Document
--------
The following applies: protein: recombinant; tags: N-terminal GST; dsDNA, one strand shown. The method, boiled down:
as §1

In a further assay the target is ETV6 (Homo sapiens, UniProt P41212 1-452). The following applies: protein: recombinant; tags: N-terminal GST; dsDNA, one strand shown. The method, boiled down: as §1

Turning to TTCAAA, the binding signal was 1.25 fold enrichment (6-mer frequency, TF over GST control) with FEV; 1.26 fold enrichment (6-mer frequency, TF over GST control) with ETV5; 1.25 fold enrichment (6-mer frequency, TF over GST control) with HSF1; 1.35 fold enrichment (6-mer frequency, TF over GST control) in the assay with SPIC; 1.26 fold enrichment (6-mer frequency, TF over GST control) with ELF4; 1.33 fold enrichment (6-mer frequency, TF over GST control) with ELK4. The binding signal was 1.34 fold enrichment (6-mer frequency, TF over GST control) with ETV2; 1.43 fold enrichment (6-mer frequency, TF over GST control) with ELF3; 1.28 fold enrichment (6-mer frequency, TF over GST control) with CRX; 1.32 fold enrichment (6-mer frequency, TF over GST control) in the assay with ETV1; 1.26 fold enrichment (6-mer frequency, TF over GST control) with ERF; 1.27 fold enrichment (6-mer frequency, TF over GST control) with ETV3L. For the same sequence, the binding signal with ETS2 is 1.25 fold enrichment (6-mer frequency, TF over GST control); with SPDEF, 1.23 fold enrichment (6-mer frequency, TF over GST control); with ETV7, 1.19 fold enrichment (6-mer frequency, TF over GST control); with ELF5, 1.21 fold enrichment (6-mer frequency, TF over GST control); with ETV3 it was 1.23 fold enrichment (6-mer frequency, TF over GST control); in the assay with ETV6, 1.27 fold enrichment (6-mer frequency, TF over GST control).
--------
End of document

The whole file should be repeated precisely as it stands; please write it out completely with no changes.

The following applies: protein: recombinant; tags: N-terminal GST; dsDNA, one strand shown. The method, boiled down:
as §1

In a further assay the target is ETV6 (Homo sapiens, UniProt P41212 1-452). The following applies: protein: recombinant; tags: N-terminal GST; dsDNA, one strand shown. The method, boiled down: as §1

Turning to TTCAAA, the binding signal was 1.25 fold enrichment (6-mer frequency, TF over GST control) with FEV; 1.26 fold enrichment (6-mer frequency, TF over GST control) with ETV5; 1.25 fold enrichment (6-mer frequency, TF over GST control) with HSF1; 1.35 fold enrichment (6-mer frequency, TF over GST control) in the assay with SPIC; 1.26 fold enrichment (6-mer frequency, TF over GST control) with ELF4; 1.33 fold enrichment (6-mer frequency, TF over GST control) with ELK4. The binding signal was 1.34 fold enrichment (6-mer frequency, TF over GST control) with ETV2; 1.43 fold enrichment (6-mer frequency, TF over GST control) with ELF3; 1.28 fold enrichment (6-mer frequency, TF over GST control) with CRX; 1.32 fold enrichment (6-mer frequency, TF over GST control) in the assay with ETV1; 1.26 fold enrichment (6-mer frequency, TF over GST control) with ERF; 1.27 fold enrichment (6-mer frequency, TF over GST control) with ETV3L. For the same sequence, the binding signal with ETS2 is 1.25 fold enrichment (6-mer frequency, TF over GST control); with SPDEF, 1.23 fold enrichment (6-mer frequency, TF over GST control); with ETV7, 1.19 fold enrichment (6-mer frequency, TF over GST control); with ELF5, 1.21 fold enrichment (6-mer frequency, TF over GST control); with ETV3 it was 1.23 fold enrichment (6-mer frequency, TF over GST control); in the assay with ETV6, 1.27 fold enrichment (6-mer frequency, TF over GST control).